The Toronto Raptors’ championship run not only brought Canada and Toronto it’s first ever NBA championship. It established Kawhi Leonard as the world’s best basketball player. And the debate is not even close.
Kawhi has the stats. He averaged about 27 points per game, 7 boards, and 2 steals during the regular season, all the while knocking down 3’s and shooting a high percentage from the field. When the stats are there, two other metrics come into play: the eye test and winning. Anyone who watched the Raptors’ ascent last season witnessed the nightly dominance of #2. Kawhi has a commanding presence on both sides of the ball and his team is a shell of itself when he is not on the floor.
As goes winning, Kawhi’s resume speaks for itself. Not only did he win a championship and finals MVP in the storied franchise of San Antonio. He did it in Toronto where no one else had done it before. It’s one thing to defend a title and win championships as part of a dynasty. It’s another thing thing entirely to build a winning team with no legacy of winning. None of the talking heads expected Toronto to win the East much less win a championship. But Kawhi let his game do the talking for him.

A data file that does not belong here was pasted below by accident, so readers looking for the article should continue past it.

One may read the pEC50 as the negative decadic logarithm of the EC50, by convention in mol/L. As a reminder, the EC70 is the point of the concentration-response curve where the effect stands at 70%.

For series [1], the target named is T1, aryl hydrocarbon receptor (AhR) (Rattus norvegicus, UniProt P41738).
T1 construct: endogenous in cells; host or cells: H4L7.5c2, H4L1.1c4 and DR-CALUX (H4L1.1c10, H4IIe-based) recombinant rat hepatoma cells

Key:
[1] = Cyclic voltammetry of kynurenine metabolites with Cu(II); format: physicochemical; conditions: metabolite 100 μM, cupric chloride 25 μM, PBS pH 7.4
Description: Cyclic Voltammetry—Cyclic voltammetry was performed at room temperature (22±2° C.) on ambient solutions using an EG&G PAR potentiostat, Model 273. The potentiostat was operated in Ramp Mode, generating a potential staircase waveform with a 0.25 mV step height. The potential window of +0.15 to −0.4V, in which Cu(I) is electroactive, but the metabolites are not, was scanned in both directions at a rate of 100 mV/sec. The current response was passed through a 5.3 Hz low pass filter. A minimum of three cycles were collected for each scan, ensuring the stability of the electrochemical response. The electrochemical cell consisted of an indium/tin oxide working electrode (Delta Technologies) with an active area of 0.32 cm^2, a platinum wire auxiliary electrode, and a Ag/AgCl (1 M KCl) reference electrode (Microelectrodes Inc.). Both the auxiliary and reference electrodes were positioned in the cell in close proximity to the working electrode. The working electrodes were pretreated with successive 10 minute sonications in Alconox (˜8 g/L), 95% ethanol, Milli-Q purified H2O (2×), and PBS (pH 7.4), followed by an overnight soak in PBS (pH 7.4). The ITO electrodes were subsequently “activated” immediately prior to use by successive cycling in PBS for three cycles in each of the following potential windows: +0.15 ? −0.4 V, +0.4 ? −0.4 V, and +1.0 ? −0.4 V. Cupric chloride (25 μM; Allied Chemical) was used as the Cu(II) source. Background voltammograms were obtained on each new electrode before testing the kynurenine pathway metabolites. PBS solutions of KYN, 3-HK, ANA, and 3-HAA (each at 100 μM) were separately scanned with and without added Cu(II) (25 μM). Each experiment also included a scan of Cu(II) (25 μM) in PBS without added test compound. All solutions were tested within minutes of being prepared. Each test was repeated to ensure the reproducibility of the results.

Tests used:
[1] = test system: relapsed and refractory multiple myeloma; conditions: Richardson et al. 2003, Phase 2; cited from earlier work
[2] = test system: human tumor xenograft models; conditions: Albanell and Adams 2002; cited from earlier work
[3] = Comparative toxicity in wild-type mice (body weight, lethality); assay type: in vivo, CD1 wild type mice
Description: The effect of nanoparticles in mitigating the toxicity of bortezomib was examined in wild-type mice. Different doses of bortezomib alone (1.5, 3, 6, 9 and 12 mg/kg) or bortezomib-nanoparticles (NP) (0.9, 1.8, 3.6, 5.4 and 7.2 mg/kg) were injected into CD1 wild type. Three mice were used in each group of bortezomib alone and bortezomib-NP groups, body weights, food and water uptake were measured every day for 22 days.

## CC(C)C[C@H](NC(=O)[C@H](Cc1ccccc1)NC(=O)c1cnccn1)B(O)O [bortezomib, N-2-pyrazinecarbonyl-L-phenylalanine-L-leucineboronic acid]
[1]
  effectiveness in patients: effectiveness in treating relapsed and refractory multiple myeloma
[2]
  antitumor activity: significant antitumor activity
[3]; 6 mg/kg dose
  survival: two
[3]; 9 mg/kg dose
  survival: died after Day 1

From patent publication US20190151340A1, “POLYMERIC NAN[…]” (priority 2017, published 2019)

I’ll make a disclaimer even though I shouldn’t have to. I am a huge LeBron James. He is my favorite player in the NBA. I think he is the second greatest player of all time behind Jordan. But the NBA’s best player debate is not a lifetime achievement award. It is a dynamic assessment that speaks to what will transpire moving forward. All of the facts point to the conclusion that Kawhi has surpassed LeBron James as the NBA’s best player.
Let me know in the comments whether you agree or disagree. If you belong to the latter, you have a tough sell on your hands.